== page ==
In Arkansas, abortion opponents are already pushing the legislature to consider imposing either an age limit or a total ban on Plan B sales next year. Jerry Cox, the director of the state’s conservative Christian Family Council, told Arkansas News that the new federal policy on emergency contraception means that “essentially, kids can get contraception now as easy as they can buy candy out of the store,” and that “bothers” him enough to consider lobbying for legislative action.
“Do I have legislation in my hip pocket? No, I don’t have anything,” Cox said. “We really need to research this issue… to find out exactly what is being mandated and how much leeway a state has in saying, ‘thanks, but no thanks.’ ”
And that preliminary effort has begun. Cox explained that he recently met with several conservative lawmakers — including some of the sponsors of the harsh abortion bans that Arkansas enacted this session — to discuss the possibility of developing a bill to limit access to Plan B on the state level. And the conservative leaders said the issue will surely come up again at a meeting at the Focus on the Family headquarters in Colorado Springs, Co., at the end of the month, when right-wing organizations will gather to discuss “social issues affecting states.”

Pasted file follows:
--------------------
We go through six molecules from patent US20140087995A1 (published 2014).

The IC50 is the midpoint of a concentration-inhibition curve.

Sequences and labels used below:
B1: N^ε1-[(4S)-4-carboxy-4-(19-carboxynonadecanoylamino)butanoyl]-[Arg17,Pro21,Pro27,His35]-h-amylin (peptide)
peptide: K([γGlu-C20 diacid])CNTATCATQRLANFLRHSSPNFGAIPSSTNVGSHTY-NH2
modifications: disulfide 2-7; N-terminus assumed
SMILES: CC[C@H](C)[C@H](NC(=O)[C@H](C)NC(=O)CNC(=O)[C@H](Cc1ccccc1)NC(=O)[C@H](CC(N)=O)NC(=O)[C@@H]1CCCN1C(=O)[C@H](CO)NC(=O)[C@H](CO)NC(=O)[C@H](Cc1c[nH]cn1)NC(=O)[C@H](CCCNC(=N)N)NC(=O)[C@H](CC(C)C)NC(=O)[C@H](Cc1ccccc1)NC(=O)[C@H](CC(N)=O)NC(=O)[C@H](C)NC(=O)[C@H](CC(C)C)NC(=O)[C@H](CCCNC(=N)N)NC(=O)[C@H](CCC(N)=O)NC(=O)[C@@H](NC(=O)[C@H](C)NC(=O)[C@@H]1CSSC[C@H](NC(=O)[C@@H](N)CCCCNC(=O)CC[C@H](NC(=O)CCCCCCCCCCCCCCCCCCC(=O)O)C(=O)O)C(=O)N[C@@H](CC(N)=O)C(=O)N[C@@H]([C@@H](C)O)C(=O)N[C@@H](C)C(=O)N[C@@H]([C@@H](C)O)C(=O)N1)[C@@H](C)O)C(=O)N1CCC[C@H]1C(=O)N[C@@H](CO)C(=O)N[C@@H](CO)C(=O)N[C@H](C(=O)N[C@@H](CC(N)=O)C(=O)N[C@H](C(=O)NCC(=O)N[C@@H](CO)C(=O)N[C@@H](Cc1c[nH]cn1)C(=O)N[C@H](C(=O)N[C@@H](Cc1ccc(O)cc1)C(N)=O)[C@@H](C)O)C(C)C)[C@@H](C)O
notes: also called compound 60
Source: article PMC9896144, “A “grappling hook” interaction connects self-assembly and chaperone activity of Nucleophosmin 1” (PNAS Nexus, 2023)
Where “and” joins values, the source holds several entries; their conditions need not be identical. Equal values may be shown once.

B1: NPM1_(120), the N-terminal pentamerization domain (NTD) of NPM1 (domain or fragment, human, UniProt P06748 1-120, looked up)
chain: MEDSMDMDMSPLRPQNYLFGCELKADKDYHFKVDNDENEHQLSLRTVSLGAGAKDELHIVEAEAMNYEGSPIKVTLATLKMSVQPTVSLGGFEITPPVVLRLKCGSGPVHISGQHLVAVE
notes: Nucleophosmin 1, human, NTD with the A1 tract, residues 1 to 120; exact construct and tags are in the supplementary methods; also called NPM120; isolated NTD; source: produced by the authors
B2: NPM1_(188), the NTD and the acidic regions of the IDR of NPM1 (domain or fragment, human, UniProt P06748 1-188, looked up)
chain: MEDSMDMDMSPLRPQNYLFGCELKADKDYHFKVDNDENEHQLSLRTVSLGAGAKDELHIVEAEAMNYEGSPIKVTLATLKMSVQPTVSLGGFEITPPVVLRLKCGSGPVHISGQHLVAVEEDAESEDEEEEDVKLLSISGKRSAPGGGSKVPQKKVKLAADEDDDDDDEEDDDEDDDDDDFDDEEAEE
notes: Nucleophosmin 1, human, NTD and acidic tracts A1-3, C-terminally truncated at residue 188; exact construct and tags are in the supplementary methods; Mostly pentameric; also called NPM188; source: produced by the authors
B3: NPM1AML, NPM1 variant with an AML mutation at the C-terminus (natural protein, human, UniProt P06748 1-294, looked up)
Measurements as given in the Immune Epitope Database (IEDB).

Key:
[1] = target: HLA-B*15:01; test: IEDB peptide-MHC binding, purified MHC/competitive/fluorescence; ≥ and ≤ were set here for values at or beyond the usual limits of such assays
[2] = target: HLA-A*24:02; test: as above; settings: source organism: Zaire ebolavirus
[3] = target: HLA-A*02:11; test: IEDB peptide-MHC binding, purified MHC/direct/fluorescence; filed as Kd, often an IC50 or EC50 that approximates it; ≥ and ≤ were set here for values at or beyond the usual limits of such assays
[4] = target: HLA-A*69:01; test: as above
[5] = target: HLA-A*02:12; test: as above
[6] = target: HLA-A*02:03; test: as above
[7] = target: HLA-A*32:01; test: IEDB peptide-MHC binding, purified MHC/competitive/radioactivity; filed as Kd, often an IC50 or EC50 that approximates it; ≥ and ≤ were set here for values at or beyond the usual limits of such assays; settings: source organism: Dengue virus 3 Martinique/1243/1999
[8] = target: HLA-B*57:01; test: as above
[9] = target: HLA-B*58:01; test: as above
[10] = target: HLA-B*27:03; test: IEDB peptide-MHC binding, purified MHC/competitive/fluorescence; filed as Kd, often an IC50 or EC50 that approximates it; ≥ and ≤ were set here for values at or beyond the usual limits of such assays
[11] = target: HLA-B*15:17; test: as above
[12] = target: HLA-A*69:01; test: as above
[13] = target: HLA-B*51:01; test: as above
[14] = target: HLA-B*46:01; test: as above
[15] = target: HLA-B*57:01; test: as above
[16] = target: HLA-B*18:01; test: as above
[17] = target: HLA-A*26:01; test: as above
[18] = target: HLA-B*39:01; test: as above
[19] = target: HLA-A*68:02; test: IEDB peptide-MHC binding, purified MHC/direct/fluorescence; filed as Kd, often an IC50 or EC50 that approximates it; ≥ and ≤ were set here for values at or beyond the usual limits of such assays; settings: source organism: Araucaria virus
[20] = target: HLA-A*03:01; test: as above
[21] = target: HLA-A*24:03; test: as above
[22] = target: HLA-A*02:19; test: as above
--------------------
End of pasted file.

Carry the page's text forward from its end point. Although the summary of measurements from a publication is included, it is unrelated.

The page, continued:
There may be another option available to right-wing groups who want to prevent emergency contraception sales. According to Mark Riley, the executive vice president of the Arkansas Pharmacists Association, state law already allows Arkansas’ pharmacies to refuse to sell a drug if they have a “moral objection” to it. That conscience clause is rarely used, but pharmacies in the state could fall back on it to justify their decision to not carry Plan B.
That’s true in other states, too. Across the country, a patchwork of “conscience clauses” allow pharmacists to refuse to fill birth control prescriptions for personal or religious reasons. The National Women’s Law Center has tracked at least 24 states that have refused to sell either birth control or emergency contraception to women who are well within their rights to purchase it. Legislation introduced by the late Sen. Frank Lautenberg (D-NJ) would standardize pharmacies’ practices to ensure that women aren’t denied reproductive care, but it hasn’t moved in Congress.